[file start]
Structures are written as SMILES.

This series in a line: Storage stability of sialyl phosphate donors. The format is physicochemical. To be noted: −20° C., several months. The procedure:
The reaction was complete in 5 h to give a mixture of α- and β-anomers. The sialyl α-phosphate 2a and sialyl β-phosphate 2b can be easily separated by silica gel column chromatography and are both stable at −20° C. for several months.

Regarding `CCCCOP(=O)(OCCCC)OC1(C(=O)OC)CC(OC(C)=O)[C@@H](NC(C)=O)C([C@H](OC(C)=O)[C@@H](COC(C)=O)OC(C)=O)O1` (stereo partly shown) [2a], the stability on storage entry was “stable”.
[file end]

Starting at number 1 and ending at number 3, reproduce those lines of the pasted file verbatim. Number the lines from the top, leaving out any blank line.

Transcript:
Structures are written as SMILES.

This series in a line: Storage stability of sialyl phosphate donors. The format is physicochemical. To be noted: −20° C., several months. The procedure:
The reaction was complete in 5 h to give a mixture of α- and β-anomers. The sialyl α-phosphate 2a and sialyl β-phosphate 2b can be easily separated by silica gel column chromatography and are both stable at −20° C. for several months.